If investments in Japan and exports increase, it will improve the balance of current account as a result, and cushion the negative impact of the depreciation of the yen. The trade deficit in September was about 2 trillion yen, but now is a good opportunity to use the depreciation of the yen to improve the trade balance. We will establish bold support measures, as these efforts that make use of the depreciation of the yen will lead to measures to counter it.
Q: I have one question.
It seems that the United States is planning to release additional oil from its Strategic Petroleum Reserve (SPR). Japan has been working with the US since last autumn to curb the rising crude oil prices, and I think this release is in response to the drastic reduction in production by OPEC+ and the rise in crude oil prices.
I would like to ask if the US has approached Japan about cooperating on this. Also, I checked the price of crude oil just before the press conference, and it was in the $80 range. This is low compared to the levels between $120 and $130 in spring. In Japan, however, it is rising because of the depreciation of the yen. Please tell us your thoughts on the necessity to cooperate with the US in releasing oil stockpiles.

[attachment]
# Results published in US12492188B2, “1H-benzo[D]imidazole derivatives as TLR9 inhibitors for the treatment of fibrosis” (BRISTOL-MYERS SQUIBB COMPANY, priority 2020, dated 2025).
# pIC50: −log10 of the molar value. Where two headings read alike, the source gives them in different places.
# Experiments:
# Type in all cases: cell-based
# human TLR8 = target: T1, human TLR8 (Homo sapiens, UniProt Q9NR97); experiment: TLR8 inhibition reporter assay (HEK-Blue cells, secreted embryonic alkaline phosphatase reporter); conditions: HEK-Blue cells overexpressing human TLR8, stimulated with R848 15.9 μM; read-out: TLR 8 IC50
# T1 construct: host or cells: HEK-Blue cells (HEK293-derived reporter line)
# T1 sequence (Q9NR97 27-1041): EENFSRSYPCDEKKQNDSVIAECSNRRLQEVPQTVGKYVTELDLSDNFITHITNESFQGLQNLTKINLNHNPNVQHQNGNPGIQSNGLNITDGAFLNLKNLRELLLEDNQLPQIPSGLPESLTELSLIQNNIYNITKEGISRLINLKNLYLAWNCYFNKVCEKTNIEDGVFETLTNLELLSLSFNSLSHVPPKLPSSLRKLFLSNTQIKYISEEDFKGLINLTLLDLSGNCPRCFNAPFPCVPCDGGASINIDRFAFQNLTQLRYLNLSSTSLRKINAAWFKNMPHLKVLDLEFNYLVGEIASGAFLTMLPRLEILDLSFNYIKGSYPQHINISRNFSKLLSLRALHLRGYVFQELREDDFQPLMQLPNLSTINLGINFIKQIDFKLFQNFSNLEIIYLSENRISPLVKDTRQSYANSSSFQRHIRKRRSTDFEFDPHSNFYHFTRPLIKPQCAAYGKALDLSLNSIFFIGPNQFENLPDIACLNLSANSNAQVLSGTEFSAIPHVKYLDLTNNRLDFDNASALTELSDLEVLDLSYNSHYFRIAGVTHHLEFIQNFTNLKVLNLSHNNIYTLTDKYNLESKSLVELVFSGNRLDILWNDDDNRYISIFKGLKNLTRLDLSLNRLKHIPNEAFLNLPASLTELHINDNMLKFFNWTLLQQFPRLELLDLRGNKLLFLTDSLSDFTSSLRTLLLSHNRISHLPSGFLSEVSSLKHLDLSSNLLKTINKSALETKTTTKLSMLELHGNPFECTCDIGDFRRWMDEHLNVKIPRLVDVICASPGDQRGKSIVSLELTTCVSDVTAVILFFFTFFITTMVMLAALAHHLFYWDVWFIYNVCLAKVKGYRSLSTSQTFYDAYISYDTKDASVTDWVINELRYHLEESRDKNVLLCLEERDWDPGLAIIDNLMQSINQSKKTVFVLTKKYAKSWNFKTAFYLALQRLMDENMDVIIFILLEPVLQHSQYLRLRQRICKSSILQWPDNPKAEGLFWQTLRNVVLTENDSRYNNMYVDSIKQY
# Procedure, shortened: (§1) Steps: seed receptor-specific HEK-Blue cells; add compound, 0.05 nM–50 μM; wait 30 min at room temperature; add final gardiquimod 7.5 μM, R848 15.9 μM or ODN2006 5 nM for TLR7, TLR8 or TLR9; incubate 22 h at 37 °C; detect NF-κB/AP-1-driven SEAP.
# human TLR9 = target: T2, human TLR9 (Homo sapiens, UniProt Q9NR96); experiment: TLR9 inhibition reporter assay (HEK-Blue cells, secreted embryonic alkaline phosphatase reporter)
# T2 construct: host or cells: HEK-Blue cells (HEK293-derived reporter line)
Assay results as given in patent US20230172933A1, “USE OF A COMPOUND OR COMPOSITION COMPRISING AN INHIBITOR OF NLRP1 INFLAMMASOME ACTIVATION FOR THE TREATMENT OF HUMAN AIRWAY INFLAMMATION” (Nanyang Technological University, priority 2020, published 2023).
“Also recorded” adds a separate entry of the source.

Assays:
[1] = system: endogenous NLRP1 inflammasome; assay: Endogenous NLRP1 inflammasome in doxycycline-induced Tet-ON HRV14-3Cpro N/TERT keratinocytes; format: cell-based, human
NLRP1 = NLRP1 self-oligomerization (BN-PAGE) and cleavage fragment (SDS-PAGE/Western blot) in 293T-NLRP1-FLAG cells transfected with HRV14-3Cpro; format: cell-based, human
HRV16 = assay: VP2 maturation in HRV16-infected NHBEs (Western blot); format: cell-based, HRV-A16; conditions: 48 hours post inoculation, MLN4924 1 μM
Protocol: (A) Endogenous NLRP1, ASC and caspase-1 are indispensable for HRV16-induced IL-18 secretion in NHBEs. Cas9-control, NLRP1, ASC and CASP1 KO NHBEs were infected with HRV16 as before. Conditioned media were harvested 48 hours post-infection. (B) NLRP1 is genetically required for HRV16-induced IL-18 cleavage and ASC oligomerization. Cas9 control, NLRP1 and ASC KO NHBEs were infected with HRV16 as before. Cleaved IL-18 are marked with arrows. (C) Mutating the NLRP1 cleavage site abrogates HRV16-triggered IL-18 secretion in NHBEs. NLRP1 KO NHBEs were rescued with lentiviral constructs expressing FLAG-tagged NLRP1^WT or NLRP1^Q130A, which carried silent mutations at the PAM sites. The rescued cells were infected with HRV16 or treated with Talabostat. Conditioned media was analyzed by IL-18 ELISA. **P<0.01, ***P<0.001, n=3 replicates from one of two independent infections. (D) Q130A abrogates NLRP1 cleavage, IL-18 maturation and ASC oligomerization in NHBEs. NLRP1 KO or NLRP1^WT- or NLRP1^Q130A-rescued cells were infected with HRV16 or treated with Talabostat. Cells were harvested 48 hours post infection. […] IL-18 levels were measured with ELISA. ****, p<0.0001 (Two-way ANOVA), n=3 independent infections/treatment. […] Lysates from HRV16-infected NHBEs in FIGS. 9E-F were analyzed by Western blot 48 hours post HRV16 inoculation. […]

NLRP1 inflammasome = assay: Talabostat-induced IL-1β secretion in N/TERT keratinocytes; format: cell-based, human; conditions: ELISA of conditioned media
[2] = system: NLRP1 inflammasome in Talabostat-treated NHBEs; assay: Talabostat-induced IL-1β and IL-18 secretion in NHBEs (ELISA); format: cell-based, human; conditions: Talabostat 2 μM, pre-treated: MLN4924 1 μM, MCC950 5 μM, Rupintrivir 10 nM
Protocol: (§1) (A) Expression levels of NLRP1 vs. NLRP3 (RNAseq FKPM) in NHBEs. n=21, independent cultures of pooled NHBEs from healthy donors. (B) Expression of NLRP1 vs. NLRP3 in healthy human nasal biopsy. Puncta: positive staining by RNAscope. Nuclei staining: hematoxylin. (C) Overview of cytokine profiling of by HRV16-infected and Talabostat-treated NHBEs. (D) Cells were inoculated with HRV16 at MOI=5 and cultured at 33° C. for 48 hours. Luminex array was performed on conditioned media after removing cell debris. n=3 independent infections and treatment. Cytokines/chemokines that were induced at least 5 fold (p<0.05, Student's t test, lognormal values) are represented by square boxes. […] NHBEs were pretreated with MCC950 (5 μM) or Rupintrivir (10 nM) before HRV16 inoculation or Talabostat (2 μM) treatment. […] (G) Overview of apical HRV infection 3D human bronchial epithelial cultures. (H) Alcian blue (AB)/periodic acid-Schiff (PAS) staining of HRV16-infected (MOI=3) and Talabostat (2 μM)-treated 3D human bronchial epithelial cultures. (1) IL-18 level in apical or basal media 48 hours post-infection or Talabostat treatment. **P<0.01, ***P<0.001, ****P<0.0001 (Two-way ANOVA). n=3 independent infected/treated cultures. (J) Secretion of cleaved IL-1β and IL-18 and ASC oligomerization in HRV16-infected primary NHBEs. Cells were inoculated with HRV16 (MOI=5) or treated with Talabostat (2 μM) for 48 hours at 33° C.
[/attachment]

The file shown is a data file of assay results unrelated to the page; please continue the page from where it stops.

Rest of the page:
A: I understand that the U.S. has announced that it will release 15 million barrels of oil from the SPR in December, and I understand that it is part of 180 million barrels it decided to release earlier in spring. We are working with various countries including the US, and I will refrain from commenting on individual discussions with other countries. Japan has been releasing oil from its stockpiles as a collective action in coordination with the IEA. Regarding whether we will release additional oil, we will continue to monitor the IEA's policy and respond appropriately.
I will refrain from commenting on trends in crude oil prices, but stability is important. I have been taking various opportunities to frequently hold discussions with oil ministers of oil producing countries, both in person and over the phone. We want stability in the crude oil market and are having various discussions on topics including future prospects of the market and trends in oil producing countries. We hope that the market will stabilize.